Author: Megan Jean Sovern
Publisher: Chronicle Books
A free sneak preview of The Meaning of Maggie by Megan Jean Sovern. Download now and enjoy this extended excerpt before the book goes on sale on May 6, 2014. As befits a future President of the United States of America, Maggie Mayfield has decided to write a memoir of the past year of her life. And what a banner year it's been! During this period she's Student of the Month on a regular basis, an official shareholder of Coca-Cola stock, and defending Science Fair champion. Most importantly, though, this is the year Maggie has to pull up her bootstraps (the family motto) and finally learn why her cool-dude dad is in a wheelchair, no matter how scary that is. Author Megan Jean Sovern, herself the daughter of a dad with multiple sclerosis, writes with the funny grace and assured prose of a new literary star. A portion of the proceeds of the sale of this book will be donated to the National Multiple Sclerosis Society.
Author: Mike Barfield
This fabulously fun flipbook allows you to generate 60 million brilliantly beastly insults for all occasions. Wacky, zany, and sometimes plain silly, this book will ensure you'll always have the last word, not to mention the last laugh!Hilarious heckles for silencing sassy siblings Teasing taunts to make best friends snigger Madcap comebacks to confuse mum and dad Playful put-downs for frenemies and enemies
Author: Stuart E. Hample
Publisher: Workman Publishing
A collection of questioning, serious, reverent, and humorous letters which children have written to God.
Author: James Andrews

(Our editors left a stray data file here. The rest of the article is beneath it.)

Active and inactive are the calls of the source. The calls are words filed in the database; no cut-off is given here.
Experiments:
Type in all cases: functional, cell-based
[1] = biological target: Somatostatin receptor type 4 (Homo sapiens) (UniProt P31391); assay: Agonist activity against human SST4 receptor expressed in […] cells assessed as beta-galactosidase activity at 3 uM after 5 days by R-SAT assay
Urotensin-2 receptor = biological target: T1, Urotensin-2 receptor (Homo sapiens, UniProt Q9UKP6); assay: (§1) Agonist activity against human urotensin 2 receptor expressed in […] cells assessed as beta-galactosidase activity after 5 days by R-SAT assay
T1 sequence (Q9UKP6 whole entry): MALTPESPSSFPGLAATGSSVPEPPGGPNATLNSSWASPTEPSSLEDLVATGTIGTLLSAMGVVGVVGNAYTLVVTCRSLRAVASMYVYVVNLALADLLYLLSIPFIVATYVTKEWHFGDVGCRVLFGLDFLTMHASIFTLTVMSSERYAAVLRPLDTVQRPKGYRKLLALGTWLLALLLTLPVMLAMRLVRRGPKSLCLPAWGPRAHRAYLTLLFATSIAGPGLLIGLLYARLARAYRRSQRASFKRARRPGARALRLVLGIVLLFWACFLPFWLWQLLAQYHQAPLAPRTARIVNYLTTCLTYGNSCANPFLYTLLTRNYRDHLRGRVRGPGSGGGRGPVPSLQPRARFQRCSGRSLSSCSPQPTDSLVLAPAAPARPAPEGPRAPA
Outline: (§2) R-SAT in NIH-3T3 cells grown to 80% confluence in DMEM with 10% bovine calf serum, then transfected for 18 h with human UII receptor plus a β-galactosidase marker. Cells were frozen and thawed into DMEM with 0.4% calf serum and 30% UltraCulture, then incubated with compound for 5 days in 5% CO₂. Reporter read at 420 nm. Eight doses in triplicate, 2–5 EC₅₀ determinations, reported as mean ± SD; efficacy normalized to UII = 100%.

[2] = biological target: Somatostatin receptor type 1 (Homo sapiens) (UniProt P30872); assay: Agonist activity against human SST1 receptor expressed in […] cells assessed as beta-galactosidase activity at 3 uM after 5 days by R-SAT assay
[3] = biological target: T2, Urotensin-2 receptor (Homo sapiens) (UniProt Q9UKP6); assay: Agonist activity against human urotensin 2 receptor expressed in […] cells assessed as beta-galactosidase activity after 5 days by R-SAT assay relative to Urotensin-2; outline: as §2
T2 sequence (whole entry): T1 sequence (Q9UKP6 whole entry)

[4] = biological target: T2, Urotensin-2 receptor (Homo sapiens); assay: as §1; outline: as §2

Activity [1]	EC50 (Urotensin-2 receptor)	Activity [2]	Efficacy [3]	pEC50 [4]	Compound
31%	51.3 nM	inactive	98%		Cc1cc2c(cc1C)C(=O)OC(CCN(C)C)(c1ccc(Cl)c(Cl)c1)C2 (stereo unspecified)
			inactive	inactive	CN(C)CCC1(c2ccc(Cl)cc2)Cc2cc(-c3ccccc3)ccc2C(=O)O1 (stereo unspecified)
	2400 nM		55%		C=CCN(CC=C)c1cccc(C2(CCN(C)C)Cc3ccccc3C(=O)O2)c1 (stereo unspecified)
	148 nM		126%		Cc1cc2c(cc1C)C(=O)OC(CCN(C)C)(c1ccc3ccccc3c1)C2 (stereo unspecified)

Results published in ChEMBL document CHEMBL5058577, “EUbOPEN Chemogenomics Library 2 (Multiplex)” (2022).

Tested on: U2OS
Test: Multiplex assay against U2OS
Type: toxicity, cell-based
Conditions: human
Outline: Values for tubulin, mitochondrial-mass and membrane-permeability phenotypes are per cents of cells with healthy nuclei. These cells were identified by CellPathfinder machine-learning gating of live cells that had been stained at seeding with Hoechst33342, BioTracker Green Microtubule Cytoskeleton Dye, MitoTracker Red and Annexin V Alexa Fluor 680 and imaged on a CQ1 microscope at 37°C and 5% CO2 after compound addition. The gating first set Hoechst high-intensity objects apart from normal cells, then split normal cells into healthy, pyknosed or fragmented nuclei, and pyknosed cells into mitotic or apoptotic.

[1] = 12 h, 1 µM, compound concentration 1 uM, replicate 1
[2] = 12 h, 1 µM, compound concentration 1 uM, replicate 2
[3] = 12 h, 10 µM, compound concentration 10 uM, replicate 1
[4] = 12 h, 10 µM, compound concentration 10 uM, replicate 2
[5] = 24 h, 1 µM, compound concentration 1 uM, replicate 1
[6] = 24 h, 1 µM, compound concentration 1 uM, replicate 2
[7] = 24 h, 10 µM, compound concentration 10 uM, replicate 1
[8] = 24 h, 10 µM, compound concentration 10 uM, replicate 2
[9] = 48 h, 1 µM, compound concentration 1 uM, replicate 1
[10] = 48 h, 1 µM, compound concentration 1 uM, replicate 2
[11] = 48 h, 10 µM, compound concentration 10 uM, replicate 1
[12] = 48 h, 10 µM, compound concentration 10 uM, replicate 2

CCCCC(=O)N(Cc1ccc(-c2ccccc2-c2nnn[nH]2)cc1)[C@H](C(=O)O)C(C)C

Trust father of three William Shakespeare for all the advice you need for any parenting dilemma, in this witty and erudite guide—a handy collection of wisdom drawn from his most beloved works, from Hamlet to King Lear to Much Ado About Nothing. With a series of cunningly extracted lines from his best-loved plays and sonnets, hilariously illustrated in a simple, almost child-like style, James Andrews proves once again that Shakespeare—expert on love, death, vanity, ambition, war, deceit, regret—is the font of all wisdom, including raising children. Your thirsty toddler wakes you up at 3 a.m. Shakespeare describes your thoughts perfectly: What cursed foot wanders this way tonight? (Romeo and Juliet) Your child throws a temper tantrum, clinging to your legs. Shakespeare has the perfect response: Vile thing, let loose, or I will shake thee from me like a serpent. (A Midsummer Night’s Dream) Your son throws a booze party, crashes the car, or commits some other vaguely humiliating infraction or minor illegal act. Shakespeare feels your pain: Good wombs have borne bad sons. (The Tempest) And for your fussy, ungrateful eater? Shakespeare has an answer: I’ll make you feed on berries and on roots, and feed on curds and whey, and suck the goat! (Titus Andronicus) Organized by periods of parenting hell—from the newborn nightmares to the teenage trials—Shakespeare’s Guide to Parenting is the perfect gift book for every literary parent or parent to be. If you want the last word with your children, nothing beats a quote from Shakespeare.
Author: Caroline Bicks, Michelle Ephraim
Two professors mix equal parts booze and Bard to help you through your everyday dramas. It's like having Shakespeare right there in your living room, downing a great drink and putting your crappy day in perspective.